Other symptoms of pregnancy that may occur alongside implantation bleeding include:
- Mild headaches
- Feeling nauseous
- Rapid mood changes
- Tender breasts
- Lower backache
Implantation bleeding doesn’t endanger your unborn child. However, if you are pregnant and experience a heavy period instead of spotting, seek medical advice from a professional.
6. Cervical Cancer
Rarely, cervical cancer can be responsible for spotting and other forms of vaginal discharge. Cervical cancer is more likely to occur in women that have reached menopause but can still happen to younger women. Most of the time, spotting is not due to cancer, though you should consider getting checked out by an OB/GYN, especially if you are over the age of 40.
Cervical cancer can cause vaginal bleeding between periods, even after menopause. In addition, cervical cancer can cause brown spotting and irregular discharge that smells unpleasant, and looks watery or blood-tainted.
7. Polycystic Ovarian Syndrome (PCOS)
Polycystic ovarian syndrome (PCOS) results from excess levels of male sex hormones, called androgens. High androgens can also cause irregular periods. In some cases, if you have PCOS, you may not ovulate regularly or at all. With a lack of regular ovulation, spotting may occur between periods.
Symptoms of PCOS also include:
- Decreased fertility
- Oily skin
- Rapid hair growth
- Rapid weight gain
Think you may have PCOS? Make an appointment with your OB/GYN. He or she can diagnose you via hormone testing, and possibly an ultrasound to examine the ovaries. The symptoms of PCOS are highly treatable and can be solved with medication and changes in lifestyle.
When approaching menopause, your hormone levels shift. As a result, the lining of your uterus thickens. This can lead to irregular bleeding or heavier menstrual periods than usual.
Perimenopause makes it difficult to predict when your period will start. You may experience some spotting, along with symptoms like:
- Longer or shorter cycles than usual
- Anovulatory cycles
- Hot flashes
- Sleep problems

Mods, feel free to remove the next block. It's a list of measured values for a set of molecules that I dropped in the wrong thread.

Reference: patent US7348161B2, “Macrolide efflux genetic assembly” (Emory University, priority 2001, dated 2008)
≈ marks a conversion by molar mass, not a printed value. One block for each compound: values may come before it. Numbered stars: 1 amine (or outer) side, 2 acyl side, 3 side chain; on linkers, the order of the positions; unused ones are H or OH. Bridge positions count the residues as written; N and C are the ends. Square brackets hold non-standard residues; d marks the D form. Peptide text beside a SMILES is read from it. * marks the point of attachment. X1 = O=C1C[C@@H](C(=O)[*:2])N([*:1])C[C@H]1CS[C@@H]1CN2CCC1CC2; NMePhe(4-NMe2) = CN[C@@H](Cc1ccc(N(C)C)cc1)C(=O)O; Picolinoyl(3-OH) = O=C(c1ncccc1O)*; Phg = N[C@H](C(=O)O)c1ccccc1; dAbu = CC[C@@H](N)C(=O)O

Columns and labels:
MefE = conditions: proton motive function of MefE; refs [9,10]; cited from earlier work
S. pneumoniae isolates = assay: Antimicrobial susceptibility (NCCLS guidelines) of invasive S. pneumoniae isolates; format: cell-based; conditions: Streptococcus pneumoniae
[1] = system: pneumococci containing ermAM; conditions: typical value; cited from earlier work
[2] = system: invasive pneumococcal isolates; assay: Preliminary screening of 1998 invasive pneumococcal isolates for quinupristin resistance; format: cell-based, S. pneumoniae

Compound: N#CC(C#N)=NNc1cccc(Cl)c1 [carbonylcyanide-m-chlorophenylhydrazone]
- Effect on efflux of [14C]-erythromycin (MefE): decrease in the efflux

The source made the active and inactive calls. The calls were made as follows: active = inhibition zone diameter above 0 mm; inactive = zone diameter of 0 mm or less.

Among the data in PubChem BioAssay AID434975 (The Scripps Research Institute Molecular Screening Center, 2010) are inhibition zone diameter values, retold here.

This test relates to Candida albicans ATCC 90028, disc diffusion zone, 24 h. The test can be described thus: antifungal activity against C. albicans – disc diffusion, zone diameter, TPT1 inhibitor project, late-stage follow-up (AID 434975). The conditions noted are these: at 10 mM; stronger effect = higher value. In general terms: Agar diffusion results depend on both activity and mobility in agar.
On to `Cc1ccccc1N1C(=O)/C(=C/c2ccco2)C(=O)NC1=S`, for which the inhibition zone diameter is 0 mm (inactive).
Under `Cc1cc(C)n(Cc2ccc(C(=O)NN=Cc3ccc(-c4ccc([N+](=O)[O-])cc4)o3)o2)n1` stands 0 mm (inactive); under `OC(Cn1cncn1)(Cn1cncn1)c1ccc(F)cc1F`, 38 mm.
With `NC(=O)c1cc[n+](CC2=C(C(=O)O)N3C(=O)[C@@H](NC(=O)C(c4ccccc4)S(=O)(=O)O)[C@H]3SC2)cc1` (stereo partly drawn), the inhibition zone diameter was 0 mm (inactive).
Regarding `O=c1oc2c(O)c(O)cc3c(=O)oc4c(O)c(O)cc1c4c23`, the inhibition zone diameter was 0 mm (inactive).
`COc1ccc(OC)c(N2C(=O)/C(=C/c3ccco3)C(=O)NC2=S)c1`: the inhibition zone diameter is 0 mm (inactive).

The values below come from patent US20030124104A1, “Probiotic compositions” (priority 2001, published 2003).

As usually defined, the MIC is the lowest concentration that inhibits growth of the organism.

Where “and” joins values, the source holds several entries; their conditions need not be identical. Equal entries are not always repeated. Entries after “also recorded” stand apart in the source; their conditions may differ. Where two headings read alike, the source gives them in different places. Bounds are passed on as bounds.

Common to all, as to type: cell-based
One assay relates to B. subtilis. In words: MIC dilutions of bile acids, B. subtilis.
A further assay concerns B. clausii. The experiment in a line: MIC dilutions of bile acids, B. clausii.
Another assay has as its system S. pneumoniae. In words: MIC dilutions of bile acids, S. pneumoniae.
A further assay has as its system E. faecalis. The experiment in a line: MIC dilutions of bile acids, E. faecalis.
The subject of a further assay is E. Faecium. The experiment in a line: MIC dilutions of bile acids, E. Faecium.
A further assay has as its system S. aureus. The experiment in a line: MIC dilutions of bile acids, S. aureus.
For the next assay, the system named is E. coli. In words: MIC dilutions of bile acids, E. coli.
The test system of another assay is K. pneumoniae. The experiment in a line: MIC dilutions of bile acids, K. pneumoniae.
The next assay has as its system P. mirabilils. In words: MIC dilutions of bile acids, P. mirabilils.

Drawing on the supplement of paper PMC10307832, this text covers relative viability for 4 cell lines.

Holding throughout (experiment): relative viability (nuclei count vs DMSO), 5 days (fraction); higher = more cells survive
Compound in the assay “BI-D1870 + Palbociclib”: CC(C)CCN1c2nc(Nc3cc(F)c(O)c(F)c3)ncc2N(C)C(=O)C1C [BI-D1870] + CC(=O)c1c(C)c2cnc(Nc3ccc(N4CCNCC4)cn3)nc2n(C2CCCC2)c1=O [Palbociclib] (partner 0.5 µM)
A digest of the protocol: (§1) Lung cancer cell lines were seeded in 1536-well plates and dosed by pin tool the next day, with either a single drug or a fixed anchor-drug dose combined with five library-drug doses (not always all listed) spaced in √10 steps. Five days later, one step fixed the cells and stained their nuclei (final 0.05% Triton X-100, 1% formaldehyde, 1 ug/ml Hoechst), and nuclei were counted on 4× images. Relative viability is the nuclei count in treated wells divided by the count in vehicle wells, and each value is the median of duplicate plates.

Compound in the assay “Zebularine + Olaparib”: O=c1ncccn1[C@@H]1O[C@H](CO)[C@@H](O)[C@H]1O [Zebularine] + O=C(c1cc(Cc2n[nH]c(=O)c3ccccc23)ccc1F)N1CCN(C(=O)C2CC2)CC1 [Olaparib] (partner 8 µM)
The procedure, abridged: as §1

- Vaginal dryness
While menopause is unavoidable, treatments are available to help ease the symptoms and make you feel more comfortable while going through it.
Most people assume that bleeding during pregnancy is a bad sign. However, it is surprisingly common to experience light vaginal spotting — particularly during the first trimester. As many as 20% of women experience some spotting during the first 12 weeks of their pregnancy.
Besides implantation bleeding, spotting during pregnancy often follows sexual intercourse, gynecological exams, and/or exercise. It may also be caused by a cervical polyp which is more likely to bleed during pregnancy due to increased estrogen levels.
There is an important difference between bleeding and spotting during pregnancy. You should not see enough blood to need a pad or tampon nor to soak through a pantyliner. However, heavy bleeding could be a sign of an ectopic pregnancy or miscarriage and you should also talk to your doctor if you experience spotting during the second or third trimesters
10. Vaginal Trauma
An injury to the vagina, known as vaginal trauma, can cause spotting. Common causes of vaginal trauma are sexual activity and/or assault. If you experience bleeding after a sexual assault, you should visit a medical provider to ensure there is no serious injury. You should also see a doctor if the bleeding is heavy, if there is blood in the urine, or if there is an object stuck in the vagina.